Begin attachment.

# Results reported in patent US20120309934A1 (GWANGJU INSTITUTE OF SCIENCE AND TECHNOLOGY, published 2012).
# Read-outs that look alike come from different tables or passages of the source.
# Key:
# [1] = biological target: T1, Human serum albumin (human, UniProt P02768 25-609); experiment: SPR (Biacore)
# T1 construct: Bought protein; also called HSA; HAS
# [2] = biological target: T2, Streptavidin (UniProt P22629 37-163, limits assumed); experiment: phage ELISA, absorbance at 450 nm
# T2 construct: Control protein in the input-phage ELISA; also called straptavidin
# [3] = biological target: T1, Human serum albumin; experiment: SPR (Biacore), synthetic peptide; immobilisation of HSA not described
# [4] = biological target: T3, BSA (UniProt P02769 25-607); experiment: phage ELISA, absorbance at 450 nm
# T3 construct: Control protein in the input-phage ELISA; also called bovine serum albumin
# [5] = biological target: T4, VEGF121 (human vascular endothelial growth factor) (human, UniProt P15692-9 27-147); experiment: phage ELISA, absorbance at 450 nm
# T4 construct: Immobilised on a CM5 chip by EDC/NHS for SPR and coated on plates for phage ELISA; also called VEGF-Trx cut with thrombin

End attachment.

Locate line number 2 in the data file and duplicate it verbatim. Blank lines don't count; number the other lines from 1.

# Read-outs that look alike come from different tables or passages of the source.